Ford Reportedly Stops Selling Home EV Chargers

Matt Posky
by Matt Posky

Ford Motor Co. has reportedly issued a stop-sale on its electric vehicle home charging solution. The good news is that Mach-E buyers can use the included mobile charger to plug into any 120V outlet (or regular charging station) and still have the option to buy a third-party box that effectively does the same thing as the wall unit Ford has placed on a sales hiatus. But it’s not particularly heartening to learn that the automaker had to stop selling a $799 EV charging device that hasn’t been working properly when it only started manufacturing the Mach-E a few months ago.

Then again, traditional automakers haven’t had the best track record with EVs. The industry as a whole seems to be struggling with them and their peripheral equipment, likely due to the segment still being in its infancy. At least Ford seems to have learned how to roll with the punches.

According to Automotive News, the manufacturer is actively directing customers to third-party websites to buy wall chargers without its seal on the box. According to its report, the automaker stopped selling them on February 24th after it realized some of them weren’t functioning properly. Rather than risk a minor scandal with its own hardware, the company is now redirecting customers. Ford has likewise assured us that its team is hard at work trying to remedy the issue in a timely manner.

From AN:

“We’ve been told to go on Amazon and order chargers that way,” Evelyn Sames, COO of Sames Auto Group, said at an Automotive News Retail Forum panel this month.

Two other dealers who asked to not be identified said their zone representatives also suggested turning to Amazon, but only if a customer raises the question. One of the dealers said it had not been an issue for the few Mach-Es they’ve sold so far.

Ford sold 238 Mach-Es in January and 3,739 in February. The crossover won the North American Utility Vehicle of the Year award and has received mostly positive reviews from the media and investors.

While trying to home charge off a 120V wall socket is probably sufficient for those who don’t do much driving, most people aren’t buying the Mach-E to hide it in their garage. Purchasing the first year of a brand new model using a powertrain the manufacturer has extremely limited experience with? It’s definitely not something from the mind of a true pragmatist, however, even people that buy on emotion would like their vehicle to retain its functionality.

One isn’t going to feel comfortable commuting if they cannot reliably bring their range back up each night and a 48-amp wall charger would do a lot to make that easier. A flubbed ownership experience isn’t something Ford is going to want to risk, hence it redirecting customers elsewhere. But we’re sure it’ll be back to selling its own home charging solution eventually — it’s not going to want to leave that money on the table forever.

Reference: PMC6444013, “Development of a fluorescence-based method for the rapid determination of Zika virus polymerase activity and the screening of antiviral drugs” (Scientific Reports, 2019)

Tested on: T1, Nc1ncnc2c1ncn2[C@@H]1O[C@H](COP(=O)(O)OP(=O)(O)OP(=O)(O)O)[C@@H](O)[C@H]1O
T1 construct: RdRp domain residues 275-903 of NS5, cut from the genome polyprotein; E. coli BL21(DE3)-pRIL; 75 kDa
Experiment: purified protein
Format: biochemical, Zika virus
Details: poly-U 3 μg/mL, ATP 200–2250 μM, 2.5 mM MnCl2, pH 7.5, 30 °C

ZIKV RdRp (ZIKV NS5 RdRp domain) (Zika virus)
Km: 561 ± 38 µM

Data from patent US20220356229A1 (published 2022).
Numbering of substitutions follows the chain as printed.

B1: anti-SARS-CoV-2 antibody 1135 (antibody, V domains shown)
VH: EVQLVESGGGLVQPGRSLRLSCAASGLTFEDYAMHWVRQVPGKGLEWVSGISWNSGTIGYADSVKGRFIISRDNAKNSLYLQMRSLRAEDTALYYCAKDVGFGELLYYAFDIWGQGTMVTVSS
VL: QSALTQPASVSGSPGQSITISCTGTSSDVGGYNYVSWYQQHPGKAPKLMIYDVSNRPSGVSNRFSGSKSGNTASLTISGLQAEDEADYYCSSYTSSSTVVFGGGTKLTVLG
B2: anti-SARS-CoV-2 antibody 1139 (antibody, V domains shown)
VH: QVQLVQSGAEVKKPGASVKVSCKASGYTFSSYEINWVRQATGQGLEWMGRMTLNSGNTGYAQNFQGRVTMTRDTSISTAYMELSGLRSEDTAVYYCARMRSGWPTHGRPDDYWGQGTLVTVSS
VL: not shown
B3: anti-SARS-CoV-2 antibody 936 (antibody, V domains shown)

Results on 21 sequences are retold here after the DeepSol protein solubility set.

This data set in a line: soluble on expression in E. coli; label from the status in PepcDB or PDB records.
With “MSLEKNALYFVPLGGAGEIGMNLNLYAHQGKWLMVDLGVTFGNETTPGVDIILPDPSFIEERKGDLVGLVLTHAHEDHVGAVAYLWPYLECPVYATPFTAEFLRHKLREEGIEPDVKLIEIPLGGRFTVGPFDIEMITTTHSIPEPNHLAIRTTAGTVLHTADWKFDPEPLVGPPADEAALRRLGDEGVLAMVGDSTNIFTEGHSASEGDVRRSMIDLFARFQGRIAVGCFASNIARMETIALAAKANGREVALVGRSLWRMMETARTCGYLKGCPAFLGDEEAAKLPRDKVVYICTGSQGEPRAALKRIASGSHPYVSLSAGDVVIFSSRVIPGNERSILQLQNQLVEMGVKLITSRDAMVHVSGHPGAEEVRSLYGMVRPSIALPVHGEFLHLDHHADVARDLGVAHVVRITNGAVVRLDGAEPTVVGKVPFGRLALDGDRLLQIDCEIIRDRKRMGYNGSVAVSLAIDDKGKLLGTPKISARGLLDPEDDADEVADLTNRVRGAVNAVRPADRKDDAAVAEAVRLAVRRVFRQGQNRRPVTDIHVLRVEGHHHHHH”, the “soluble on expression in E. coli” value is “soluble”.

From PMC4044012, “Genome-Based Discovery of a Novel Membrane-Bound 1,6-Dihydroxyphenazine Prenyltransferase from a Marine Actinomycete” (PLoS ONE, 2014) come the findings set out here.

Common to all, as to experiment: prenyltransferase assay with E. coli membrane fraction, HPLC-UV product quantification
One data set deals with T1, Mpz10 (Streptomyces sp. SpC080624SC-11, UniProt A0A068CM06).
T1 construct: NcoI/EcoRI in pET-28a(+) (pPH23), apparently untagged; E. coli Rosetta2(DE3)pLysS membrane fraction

[Image: Ford Motor Co.]

Matt Posky
Matt Posky

A staunch consumer advocate tracking industry trends and regulation. Before joining TTAC, Matt spent a decade working for marketing and research firms based in NYC. Clients included several of the world’s largest automakers, global tire brands, and aftermarket part suppliers. Dissatisfied with the corporate world and resentful of having to wear suits everyday, he pivoted to writing about cars. Since then, that man has become an ardent supporter of the right-to-repair movement, been interviewed on the auto industry by national radio broadcasts, driven more rental cars than anyone ever should, participated in amateur rallying events, and received the requisite minimum training as sanctioned by the SCCA. Handy with a wrench, Matt grew up surrounded by Detroit auto workers and managed to get a pizza delivery job before he was legally eligible. He later found himself driving box trucks through Manhattan, guaranteeing future sympathy for actual truckers. He continues to conduct research pertaining to the automotive sector as an independent contractor and has since moved back to his native Michigan, closer to where the cars are born. A contrarian, Matt claims to prefer understeer — stating that front and all-wheel drive vehicles cater best to his driving style.

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6 of 27 comments
  • Inside Looking Out Inside Looking Out on Mar 29, 2021

    Do they test the product before putting it on the market? I mean QA.

  • Schmitt trigger Schmitt trigger on Mar 29, 2021

    @SCE to AUX Agree that battery chargers are not a new technology. Perhaps I didn’t explain myself correctly, chargers are a new technology to Ford which they don’t have the experience of either designing or producing.

    • See 3 previous
    • DenverMike DenverMike on Mar 30, 2021

      @TheEndlessEnigma It looks like a soap dispenser with the Ford logo. That's basically the sophistication of it. Mine says Craftsman and it's 12v. It's not mounted to the wall, and I could have one instead that says Ford but I'll take a hard pass.

  • Akear Toyota wins once again, while GM has egg on its face.
  • Slavuta Why America needs school buses altogether? When I was in school, I rode on a regular city bus
  • Jeff Buy whatever works for you if you own an EV and are happy with it good, if you buy a hybrid or plug in hybrid and it works for you good, if neither and you like your ICE the way it is that is also good. I believe over time EVs will get better and have a larger segment of the market.
  • Tassos Jong-iL Is New Jersey better than Old Jersey?
  • Tassos Jong-iL Looking forward to buying 2 of these with all of those Rubles we have been earning lately.